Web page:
Interview with Jamie Cox Robertson, Part 2 of 3

I hope you enjoyed the first segment of our interview with Jamie Cox Robertson, author of A Literary Paris (Adams Media, 2010), on yesterday’s post. Here, you’ll find a continuation of that conversation and learn about Jamie’s selection process when compiling the book and her choice to include southern writers in the collection.

There are so many authors and excerpts highlighted in this book. Why did you focus on these particular works?

It was hard to narrow down the selections. I had a lot of great books to choose from. I can easily list other authors I would have liked to have included, but I had a certain number of words to use and a deadline, so I mostly chose ones that I felt had resonated with me the most after reading again and again. I also wanted a variety of experiences in different areas of Paris as well as some set in the same areas at different times in history.

Do you have a favorite author among these? A favorite excerpt maybe?

Gosh, that’s hard. I suppose Hemingway’s Moveable Feast. I love the location he opens the book in and the fact that it is raining and that the rain is such a large part of the story in that first chapter.  I included all of Anna Gavalda’s short story Courting Rituals of the Saint Germain des Pres with the hopes that people will want to read her novels and other short stories from I Wish Someone Were Waiting for me Somewhere.  Of course David Sedaris has me in stitches, so does E.B. White. So I guess the answer is no, I can’t really choose.

Speaking of David Sedaris, as you know he’s from North Carolina and as editor of Southern Literary Review, I was most interested in your use of Mark Twain, once considered the father of southern literature until Faulkner came along, and Sedaris. What jumped out at me beyond the fact that they were both from the south was that they are both humorists.  What do you make of this?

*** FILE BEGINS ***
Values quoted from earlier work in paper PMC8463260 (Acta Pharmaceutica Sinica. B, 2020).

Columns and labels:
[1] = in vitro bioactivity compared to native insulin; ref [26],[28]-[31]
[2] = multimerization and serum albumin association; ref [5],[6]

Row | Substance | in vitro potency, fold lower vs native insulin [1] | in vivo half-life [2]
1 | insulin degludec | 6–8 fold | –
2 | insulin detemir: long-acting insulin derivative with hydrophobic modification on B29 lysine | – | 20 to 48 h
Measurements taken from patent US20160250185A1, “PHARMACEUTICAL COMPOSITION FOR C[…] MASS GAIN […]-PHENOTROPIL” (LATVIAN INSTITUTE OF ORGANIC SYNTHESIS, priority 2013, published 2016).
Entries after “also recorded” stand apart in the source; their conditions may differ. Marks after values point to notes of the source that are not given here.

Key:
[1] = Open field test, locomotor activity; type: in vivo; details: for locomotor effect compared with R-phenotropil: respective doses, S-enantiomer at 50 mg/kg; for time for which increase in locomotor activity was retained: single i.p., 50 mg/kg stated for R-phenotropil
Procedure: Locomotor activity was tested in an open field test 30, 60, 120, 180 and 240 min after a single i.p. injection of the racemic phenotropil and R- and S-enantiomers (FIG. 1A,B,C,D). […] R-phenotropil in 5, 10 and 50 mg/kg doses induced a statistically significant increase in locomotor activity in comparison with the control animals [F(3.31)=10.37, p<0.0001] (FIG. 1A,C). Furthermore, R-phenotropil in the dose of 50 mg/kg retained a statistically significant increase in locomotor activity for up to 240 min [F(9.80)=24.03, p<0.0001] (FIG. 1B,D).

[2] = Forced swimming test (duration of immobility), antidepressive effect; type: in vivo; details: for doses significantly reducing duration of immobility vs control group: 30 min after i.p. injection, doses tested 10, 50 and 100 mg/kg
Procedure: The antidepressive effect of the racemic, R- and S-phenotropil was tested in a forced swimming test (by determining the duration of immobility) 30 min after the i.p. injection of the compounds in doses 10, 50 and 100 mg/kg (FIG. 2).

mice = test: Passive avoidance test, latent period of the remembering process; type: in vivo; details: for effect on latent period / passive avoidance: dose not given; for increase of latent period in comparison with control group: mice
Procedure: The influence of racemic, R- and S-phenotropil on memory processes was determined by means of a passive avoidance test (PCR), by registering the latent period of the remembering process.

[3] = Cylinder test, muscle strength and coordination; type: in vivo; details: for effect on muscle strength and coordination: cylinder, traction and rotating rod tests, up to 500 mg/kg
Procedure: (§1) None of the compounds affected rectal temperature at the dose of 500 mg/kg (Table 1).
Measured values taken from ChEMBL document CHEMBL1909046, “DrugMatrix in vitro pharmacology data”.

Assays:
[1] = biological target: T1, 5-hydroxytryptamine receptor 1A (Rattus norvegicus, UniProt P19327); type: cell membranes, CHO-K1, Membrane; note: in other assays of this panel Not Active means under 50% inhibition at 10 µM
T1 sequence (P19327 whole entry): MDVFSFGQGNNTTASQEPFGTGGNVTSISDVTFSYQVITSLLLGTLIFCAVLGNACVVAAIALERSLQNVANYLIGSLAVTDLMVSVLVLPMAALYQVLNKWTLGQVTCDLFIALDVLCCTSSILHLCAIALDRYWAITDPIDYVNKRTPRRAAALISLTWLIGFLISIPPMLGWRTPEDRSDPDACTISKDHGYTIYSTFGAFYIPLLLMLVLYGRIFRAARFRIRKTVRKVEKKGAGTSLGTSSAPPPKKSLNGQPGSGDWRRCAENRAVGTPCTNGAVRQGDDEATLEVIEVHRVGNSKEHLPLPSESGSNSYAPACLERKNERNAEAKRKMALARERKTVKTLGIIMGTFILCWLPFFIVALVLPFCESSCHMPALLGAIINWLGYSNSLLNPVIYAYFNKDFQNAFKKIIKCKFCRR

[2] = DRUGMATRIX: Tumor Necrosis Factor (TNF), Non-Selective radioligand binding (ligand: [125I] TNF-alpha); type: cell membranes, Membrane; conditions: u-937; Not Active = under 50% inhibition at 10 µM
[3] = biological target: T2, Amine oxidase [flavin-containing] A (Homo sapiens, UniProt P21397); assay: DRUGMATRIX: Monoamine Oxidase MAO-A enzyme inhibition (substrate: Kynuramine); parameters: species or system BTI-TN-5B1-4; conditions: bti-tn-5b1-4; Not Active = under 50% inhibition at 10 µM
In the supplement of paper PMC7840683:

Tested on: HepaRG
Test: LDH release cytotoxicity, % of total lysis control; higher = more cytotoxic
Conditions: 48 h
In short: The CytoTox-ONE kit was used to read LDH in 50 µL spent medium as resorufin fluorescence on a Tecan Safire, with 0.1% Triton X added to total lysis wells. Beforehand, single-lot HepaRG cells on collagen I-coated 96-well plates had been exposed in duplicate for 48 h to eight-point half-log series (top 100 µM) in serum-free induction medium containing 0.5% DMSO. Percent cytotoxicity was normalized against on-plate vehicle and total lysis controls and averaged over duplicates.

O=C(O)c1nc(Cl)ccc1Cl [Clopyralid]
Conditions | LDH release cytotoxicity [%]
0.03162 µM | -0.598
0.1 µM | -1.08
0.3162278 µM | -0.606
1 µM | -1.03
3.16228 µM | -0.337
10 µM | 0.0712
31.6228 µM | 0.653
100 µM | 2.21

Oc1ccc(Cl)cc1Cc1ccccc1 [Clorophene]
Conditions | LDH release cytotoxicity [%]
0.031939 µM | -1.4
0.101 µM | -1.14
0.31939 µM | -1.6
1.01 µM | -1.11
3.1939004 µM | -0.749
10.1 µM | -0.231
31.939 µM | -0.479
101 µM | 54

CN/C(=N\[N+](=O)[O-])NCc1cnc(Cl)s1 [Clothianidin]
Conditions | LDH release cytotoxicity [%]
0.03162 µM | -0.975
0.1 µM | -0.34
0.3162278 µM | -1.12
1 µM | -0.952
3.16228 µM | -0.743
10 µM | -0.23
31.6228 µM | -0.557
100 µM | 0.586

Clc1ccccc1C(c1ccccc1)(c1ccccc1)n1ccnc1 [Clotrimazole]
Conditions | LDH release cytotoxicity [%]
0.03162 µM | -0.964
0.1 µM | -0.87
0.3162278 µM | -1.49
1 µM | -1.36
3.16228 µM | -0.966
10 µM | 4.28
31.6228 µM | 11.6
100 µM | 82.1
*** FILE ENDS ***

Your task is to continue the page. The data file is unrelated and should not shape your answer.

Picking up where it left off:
Clearly both can tell a story and, like Sedaris, Twain could tell it as well as he could write it. They are similar to me and I would love to see someone, someone more scholarly than me perhaps, dive into this idea more. But at the end of the day, I chose them because I was familiar with their work, they took me to Paris in their own unique way and best of all, they made me laugh. It’s probably the toughest thing to do in writing—making people laugh. They both have a settling effect on their readers. Their words make readers feel comfortable with the idea of being in a strange place and I appreciate their ability to keep us from taking ourselves all too seriously.  We can miss out on a lot of fun when we travel if we aren’t willing to laugh at ourselves.

Why do you think Innocence Abroad was such a success among the laypeople in America?

Twain kept his readers interested by writing about what wasn’t in Paris. He mentioned things that farmers, grocers, and other rural Americans understood as a way of showing how different Paris was. At the same time he wrote about his encounters with people, reminding his readers back home that people are people everywhere you go. He poked fun at himself, and his words practically wink at us. We are his traveling buddies. Even still, Innocence Abroad is really funny and relatable for travelers.

Sedaris pokes fun at his life in Paris so much,  and I love the short story within Me Talk Pretty One Day that you use. I wonder though why you decided on that particular story since, well, he’s always in a movie theatre.

I couldn’t resist. It’s such a different take on life in Paris.  It’s such a fun piece and through it you learn a few differences about the typical American theater and the French. I would often go to the movies in Harvard Square with a friend of mine born and raised in Paris and I learned from her that frankly I should have been French when it came to movies.  I relate to Sedaris’ feelings about all the talking, eating, multi-tasking. It has me in stitches every time I read it.  It’s just a fresh look at two cultures.

Read the rest of our conversation in tomorrow’s post.

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